For decades the overhead press had been the gold standard of strength for an individual. Taking a barbell bringing it to the chest and pressing over the head was a noteworthy measure of one’s power. There were two hand lifting contests, one hand over the head events and in 1928 at the Amsterdam Olympic Games the countries agreed upon a weightlifting competition consisting of the two-hand press, snatch and the clean & jerk. For over four decades these three lifts remained the standard until 1972 when the overhead press was eliminated from the group.
Official weightlifting competitions have specific standardized rules. With worldwide competition coaches and athletes advance their techniques in all lifts even in an event that was specifically selected to measure the strength of one’s arms and shoulders with strict movement guidelines.
The Olympic rule was that the two-handed barbell be pressed in a steady motion without the use of the legs, hips or torso. The overhead press was to measure pure strength, but in the quest for victory form for the athlete had become as important as power.
In the two-handed press athletes learned methods that allowed them to accelerate and move larger loads than a stronger opponent by augmenting their strength with techniques that were questionable to the spirit of the lift. The clean & jerk and the snatch had a skill component the press was supposed to be raw power.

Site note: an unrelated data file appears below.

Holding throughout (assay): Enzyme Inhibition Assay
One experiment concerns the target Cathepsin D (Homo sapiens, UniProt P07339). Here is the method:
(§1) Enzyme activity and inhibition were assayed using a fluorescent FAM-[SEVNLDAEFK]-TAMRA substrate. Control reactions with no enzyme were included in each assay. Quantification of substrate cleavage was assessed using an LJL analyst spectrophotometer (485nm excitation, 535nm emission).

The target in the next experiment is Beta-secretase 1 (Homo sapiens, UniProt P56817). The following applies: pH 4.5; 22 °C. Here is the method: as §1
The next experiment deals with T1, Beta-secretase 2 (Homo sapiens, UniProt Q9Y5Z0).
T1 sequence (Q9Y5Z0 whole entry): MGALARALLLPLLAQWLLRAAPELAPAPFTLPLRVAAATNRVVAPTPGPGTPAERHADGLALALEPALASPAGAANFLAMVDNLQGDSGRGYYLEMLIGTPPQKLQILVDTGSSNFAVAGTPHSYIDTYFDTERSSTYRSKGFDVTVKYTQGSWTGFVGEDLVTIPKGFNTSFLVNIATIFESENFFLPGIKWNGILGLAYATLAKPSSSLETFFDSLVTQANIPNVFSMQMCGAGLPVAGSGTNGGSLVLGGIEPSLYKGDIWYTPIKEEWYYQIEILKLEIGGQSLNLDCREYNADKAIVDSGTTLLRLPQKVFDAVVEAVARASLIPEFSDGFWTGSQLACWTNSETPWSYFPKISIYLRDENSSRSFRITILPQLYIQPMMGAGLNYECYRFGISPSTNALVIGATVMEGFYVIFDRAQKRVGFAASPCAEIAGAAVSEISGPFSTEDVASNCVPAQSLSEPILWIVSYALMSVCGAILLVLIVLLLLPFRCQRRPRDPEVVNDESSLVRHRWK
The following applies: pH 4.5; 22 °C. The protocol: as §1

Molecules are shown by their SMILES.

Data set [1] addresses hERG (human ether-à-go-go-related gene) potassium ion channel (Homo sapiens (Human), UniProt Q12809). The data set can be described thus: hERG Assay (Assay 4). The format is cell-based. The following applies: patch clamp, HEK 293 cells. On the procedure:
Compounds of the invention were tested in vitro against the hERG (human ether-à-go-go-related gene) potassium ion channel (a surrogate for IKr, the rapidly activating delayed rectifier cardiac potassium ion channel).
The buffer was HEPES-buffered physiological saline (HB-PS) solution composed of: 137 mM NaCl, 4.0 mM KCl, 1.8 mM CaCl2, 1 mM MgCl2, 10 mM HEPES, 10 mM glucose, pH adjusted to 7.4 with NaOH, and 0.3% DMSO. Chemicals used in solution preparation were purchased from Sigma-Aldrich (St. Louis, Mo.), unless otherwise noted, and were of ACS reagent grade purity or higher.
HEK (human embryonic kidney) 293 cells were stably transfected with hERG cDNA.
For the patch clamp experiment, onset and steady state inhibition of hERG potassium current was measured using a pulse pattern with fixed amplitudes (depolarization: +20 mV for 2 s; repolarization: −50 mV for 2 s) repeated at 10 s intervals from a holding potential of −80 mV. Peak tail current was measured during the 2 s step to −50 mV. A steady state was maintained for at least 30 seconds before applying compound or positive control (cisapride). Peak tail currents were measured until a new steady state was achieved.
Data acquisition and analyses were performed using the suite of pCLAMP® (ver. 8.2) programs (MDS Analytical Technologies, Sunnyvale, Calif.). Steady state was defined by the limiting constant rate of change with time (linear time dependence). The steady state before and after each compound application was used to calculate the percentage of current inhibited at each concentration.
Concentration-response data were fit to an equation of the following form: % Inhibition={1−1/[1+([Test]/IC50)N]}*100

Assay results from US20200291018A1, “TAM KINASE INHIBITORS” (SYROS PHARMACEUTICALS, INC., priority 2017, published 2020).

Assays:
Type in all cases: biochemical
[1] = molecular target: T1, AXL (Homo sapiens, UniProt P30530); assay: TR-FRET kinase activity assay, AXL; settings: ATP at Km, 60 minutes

Over time judging of the overhead press became extremely lax. It was no longer about following strict rules, but only about hoisting the weight. It was up to the judges to say if it was a good lift or not. Athletes could win a contest or set a record in the movement not measuring with what the exercise was supposed to be about. The two-arm barbell lift slowly declined into what was called the – continental press.
Continental pressing was an old time strongman technique that resurfaced as it maximized the chances of raising a barbell over head. Once the bar was cleaned and rested on the shoulders the athlete would ever so slightly bend at the knees, quickly accelerate at the hips and backbend dropping his trunk under the bar while pushing upwards. This was all to gain momentum and aid in the extension of his arms. Now with a leverage advantage and momentum the athlete began returning his posture to neutral supporting the weight as it arched towards vertical. The exercise looked much like a standing bench press and required less strength and more technique. This was much different than the controlled military style strength testing movement that needed tremendous shoulder and arm strength to move the weight vertically that the competition was about. After 1972 the two-handed press was no longer the lift it was intended to be and as mentioned, was dropped from Olympic weightlifting competition.
The Pendulum Shoulder/Incline revives the golden standard of strength. Seated and fixed it does not allow an athlete to use legs, hips or torso. The exercise is a pure pressing movement that Gets the arms and shoulders Strong. It is not an Olympic event, but it is great to compete at and noteworthy of one’s power.
Pressing on the Pendulum Shoulder/Incline